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Author Topic: Weak Dollar. Problem for European stock contributors  (Read 6412 times)

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« on: February 12, 2014, 05:30 »
0
Hi!

$ has been losing recently to EURO and other European currencies. A question to fellow European contributors - How do you handle this problem? Do you exchange your dollars on Paypal as soon as a payment arrives, or do you wait for better times to make an exchange (then your are not only a stock photographer but also a broker ! ;) ) ?

Not to mention that Paypal steals takes 2,5% from the currency exchange....

Michal
« Last Edit: February 12, 2014, 06:43 by niserin »


Ron

« Reply #1 on: February 12, 2014, 06:01 »
+3
Why is that stealing? Every bank or currency exchange charges a fee. Some are cheaper and some are more expensive then PayPal.

I never understand why people call paying for a service stealing.
Quote
steal
stiːl/
verb
gerund or present participle: stealing

    1.
    take (another person's property) without permission or legal right and without intending to return it.

« Reply #2 on: February 12, 2014, 06:03 »
0
For my part, I expect conversion USD $ => is the best ! that is to say not now, and it's getting worse !
By cons, paypal takes nothing at all for just the conversion (in France anyway), it just takes something when you transfer your money to your bank account ... normally...

« Reply #3 on: February 12, 2014, 06:45 »
0
Yep, 'steals' is not a best word, it just expressed my frustration at weak dollar and Paypal having such huge spread.

« Reply #4 on: February 12, 2014, 07:04 »
0
Hi!

$ has been losing recently to EURO and other European currencies. A question to fellow European contributors - How do you handle this problem? Do you exchange your dollars on Paypal as soon as a payment arrives, or do you wait for better times to make an exchange (then your are not only a stock photographer but also a broker ! ;) ) ?

Not to mention that Paypal steals takes 2,5% from the currency exchange....

Michal

I transfer the payment to my bank account asap. Much safer than leaving it with Paypal and any interest accrued is all mine.

Minor fluctuations in currency are unavoidable and since I'm not dealing with five figure numbers just yet I'm not that worried. It will all be in Yen soon the way things are going.

Ron

« Reply #5 on: February 12, 2014, 07:14 »
0
Hi!

$ has been losing recently to EURO and other European currencies. A question to fellow European contributors - How do you handle this problem? Do you exchange your dollars on Paypal as soon as a payment arrives, or do you wait for better times to make an exchange (then your are not only a stock photographer but also a broker ! ;) ) ?

Not to mention that Paypal steals takes 2,5% from the currency exchange....

Michal

.... Much safer than leaving it with Paypal and any interest accrued is all mine.



Thats interesting. My bank account was emptied last week. 830 euros stolen in fraudulent payments. Probably because of the Adobe fiasco. If I had left my earnings on my PP account, I still would have the money  :)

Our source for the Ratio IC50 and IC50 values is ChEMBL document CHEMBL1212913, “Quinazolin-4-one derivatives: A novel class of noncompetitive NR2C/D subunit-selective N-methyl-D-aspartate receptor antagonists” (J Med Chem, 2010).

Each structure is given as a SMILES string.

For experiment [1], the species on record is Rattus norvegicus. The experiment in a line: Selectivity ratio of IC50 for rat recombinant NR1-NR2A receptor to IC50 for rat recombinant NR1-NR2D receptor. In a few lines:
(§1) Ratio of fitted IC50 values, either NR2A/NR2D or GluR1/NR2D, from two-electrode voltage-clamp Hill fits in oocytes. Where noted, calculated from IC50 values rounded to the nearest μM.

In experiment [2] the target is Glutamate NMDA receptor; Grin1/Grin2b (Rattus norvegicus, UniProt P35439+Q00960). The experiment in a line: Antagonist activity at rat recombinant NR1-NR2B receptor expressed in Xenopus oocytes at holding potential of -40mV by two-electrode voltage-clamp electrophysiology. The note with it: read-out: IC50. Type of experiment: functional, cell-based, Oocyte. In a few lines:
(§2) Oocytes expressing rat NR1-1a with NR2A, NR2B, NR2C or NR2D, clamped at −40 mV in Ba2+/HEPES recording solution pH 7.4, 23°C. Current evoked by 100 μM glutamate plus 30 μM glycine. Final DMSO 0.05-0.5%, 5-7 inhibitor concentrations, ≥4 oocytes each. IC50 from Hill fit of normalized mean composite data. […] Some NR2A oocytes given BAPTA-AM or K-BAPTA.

« Reply #6 on: February 12, 2014, 07:18 »
0
It's not just the weak dollar that is a problem :  PayPal uses a different rate (as said before), but the Belgian taxes use the official rate to calculate my income.  That means that my income statement is higher than what I actually receive on my bank account, so I pay taxes on income I never had ...

« Reply #7 on: February 12, 2014, 07:33 »
+1
Hi!

$ has been losing recently to EURO and other European currencies. A question to fellow European contributors - How do you handle this problem? Do you exchange your dollars on Paypal as soon as a payment arrives, or do you wait for better times to make an exchange (then your are not only a stock photographer but also a broker ! ;) ) ?

Not to mention that Paypal steals takes 2,5% from the currency exchange....

Michal

.... Much safer than leaving it with Paypal and any interest accrued is all mine.



Thats interesting. My bank account was emptied last week. 830 euros stolen in fraudulent payments. Probably because of the Adobe fiasco. If I had left my earnings on my PP account, I still would have the money  :)

Yikes. Three years ago my Paypal account was emptied of $600 in fraudulent payments to some chap in Taiwan....Keeping your lolly in an old sock under the mattress might be the safest option after all.

PS. To their credit Paypal acted swiftly and I was reimbursed
« Last Edit: February 12, 2014, 07:40 by Red Dove »

« Reply #8 on: February 12, 2014, 08:00 »
0
Hi!

$ has been losing recently to EURO and other European currencies. A question to fellow European contributors - How do you handle this problem? Do you exchange your dollars on Paypal as soon as a payment arrives, or do you wait for better times to make an exchange (then your are not only a stock photographer but also a broker ! ;) ) ?

Not to mention that Paypal steals takes 2,5% from the currency exchange....

Michal

I convert $ to . The exchange rate has been horrendous for the last few months. I withdraw every week or asap from paypal to my account. I don't think I'm loosing that much over the year.
Paypal charges are relatively good money for the service they provide. After all they are a Business like we all are :-) and  i get the in 2 hours into my account, it used to be 3-4 business day.

« Reply #9 on: February 12, 2014, 08:13 »
+1
Who knows, how stable the euro remains in the future. Perhaps the best exchange is in Swiss francs or open an agency yourself 8)

« Reply #10 on: February 12, 2014, 08:29 »
+1
My bank account was emptied last week. 830 euros stolen in fraudulent payments. Probably because of the Adobe fiasco.

The lesson here is never use a debit card online or remotely. That's what can happen. You are much better protected using a credit card.

Ron

« Reply #11 on: February 12, 2014, 11:09 »
-3
My bank account was emptied last week. 830 euros stolen in fraudulent payments. Probably because of the Adobe fiasco.

The lesson here is never use a debit card online or remotely. That's what can happen. You are much better protected using a credit card.
??!?

I get my money back from Visa, whats the problem? Its the same card protection.

You really are Captain Hindsight... seriously, stop being so pedantic about everything.

Beppe Grillo

« Reply #12 on: February 12, 2014, 11:29 »
+1
Who knows, how stable the euro remains in the future. Perhaps the best exchange is in Swiss francs or open an agency yourself 8)

It is not the Euro to be unstable, it is the Dollar.
I agree with you about the Franc Suisse ;)

Personally I will get all what I can get before it is too late
« Last Edit: February 12, 2014, 11:32 by Beppe Grillo »

« Reply #13 on: February 12, 2014, 11:42 »
0
I get my money back from Visa, whats the problem? Its the same card protection.